Luciferase assays were performed in triplicate, according to standard protocols.35
For enzyme-linked immunosorbent assays (ELISAs), BMMs were seeded the day before use at 5 × 104 cells per well in 96-well tissue plates. Supernatants were diluted 1:7 in DMEM, and TNFα and IL-6 were assayed in triplicate using Quantikine kits (R&D Systems, Minneapolis, MN).
Western blot and electrophoretic mobility-shift assay (EMSA)
Western blot analysis was performed using whole-cell extracts from 2 × 106 BMMs as previously described.34 For EMSA, whole-cell extracts from 5 × 106 Bac 1.2F5 cells were prepared and processed as described.34 Oligonucleotides used in EMSA were as follows: TTP-GAS (fwd 5′-CTAGCGGCTTCCAGGAAGCCCG-3′, rev 5′-GCCGAAGGTCCTTCGGGCGATC-3′) and mutTTP-GAS (fwd 5′-CTAGCGGCTTAAAGGAAGCCCG-3′, rev 5′-GCCGAATTTCCTTCGGGCGATC-3′).
Quantitation of gene expression by quantitative reverse transcription–PCR (qRT-PCR)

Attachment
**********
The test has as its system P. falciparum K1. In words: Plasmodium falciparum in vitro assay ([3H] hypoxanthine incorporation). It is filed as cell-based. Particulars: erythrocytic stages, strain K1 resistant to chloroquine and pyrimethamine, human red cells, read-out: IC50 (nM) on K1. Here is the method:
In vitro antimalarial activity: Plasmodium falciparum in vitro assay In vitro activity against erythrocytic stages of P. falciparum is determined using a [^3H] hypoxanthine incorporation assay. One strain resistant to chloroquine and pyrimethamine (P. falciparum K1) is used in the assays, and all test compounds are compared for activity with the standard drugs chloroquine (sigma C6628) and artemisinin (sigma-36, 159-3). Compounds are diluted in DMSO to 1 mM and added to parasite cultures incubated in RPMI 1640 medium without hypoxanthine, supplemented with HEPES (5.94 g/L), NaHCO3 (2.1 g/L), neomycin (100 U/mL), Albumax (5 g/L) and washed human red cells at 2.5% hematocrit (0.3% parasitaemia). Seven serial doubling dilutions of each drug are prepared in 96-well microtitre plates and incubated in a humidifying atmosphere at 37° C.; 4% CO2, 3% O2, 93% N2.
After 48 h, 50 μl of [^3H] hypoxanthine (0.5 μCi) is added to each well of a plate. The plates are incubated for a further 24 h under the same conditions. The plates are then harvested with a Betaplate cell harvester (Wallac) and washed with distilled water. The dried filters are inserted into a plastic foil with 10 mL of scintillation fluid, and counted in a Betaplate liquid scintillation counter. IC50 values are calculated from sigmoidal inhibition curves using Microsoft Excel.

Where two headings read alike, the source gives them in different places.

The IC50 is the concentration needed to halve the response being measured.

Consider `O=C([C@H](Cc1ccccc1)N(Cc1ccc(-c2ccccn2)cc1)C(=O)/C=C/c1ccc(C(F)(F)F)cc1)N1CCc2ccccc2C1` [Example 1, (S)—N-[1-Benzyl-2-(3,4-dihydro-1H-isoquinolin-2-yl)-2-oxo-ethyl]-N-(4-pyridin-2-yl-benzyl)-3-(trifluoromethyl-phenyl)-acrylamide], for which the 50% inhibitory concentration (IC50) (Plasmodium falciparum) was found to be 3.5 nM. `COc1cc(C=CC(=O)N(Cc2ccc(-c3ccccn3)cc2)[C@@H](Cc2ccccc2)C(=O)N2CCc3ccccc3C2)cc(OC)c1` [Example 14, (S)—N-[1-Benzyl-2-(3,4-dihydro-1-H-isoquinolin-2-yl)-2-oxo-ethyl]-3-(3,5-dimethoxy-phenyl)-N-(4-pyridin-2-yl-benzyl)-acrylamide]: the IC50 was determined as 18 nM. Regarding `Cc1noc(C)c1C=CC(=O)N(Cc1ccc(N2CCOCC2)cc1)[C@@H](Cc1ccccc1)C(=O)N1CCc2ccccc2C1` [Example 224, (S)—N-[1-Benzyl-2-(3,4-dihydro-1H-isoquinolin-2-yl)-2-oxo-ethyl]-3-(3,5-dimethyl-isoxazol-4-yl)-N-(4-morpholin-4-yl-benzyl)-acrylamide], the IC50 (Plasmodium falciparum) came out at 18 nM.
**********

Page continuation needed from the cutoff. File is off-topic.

Total RNA was isolated using nucleo-spin reagent kit (Clontech, Mountain View, CA). Reverse transcription was performed with the Mu-MLV reverse transcriptase (Fermentas). The following primers were used: for Hprt, the housekeeping gene used for normalization, HPRT-fwd 5′-GGATTTGAATCACGTTTGTGTCAT-3′ and HPRT-rev 5′-ACACCTGCTAATTTTACTGGCAA-3′; for TTP, TTP-fwd 5′-CTCTGCCATCTACGAGAGCC-3′ and TTP-rev 5′-GATGGAGTCCGAGTTTATGTTCC-3′; for luciferase, Lucfwd 5′-GCAGGTCTTCCCGACGATGA-3′ and Luc-rev 5′-GTACTTCGTCCACAAACACAACTC-3′. Amplification of DNA was monitored by SYBR Green (Molecular Probes, Eugene, OR).36 For detection of TNFα, Ccl2, Ccl3, Gbp2, and Cxcl10 Taqman assays from Applied Biosystems (Weiterstadt, Germany) were used.
Chromatin immunoprecipitation assay (ChIP)
STAT1-WT fibroblasts (2 × 106) were treated for 30 minutes with 10 ng/mL IFN-γ or left untreated. ChIP was performed using the Upstate Biotechnology protocol with slight modifications.7 Analysis of the immunoprecipitated DNA was performed by PCR using primers for the Ttp promoter (fwd 5′-ATTGGCTGGCTCAGGGATTTGT-3′ and rev 5′-CATAGGCTGCTGTGGCACGG-3′).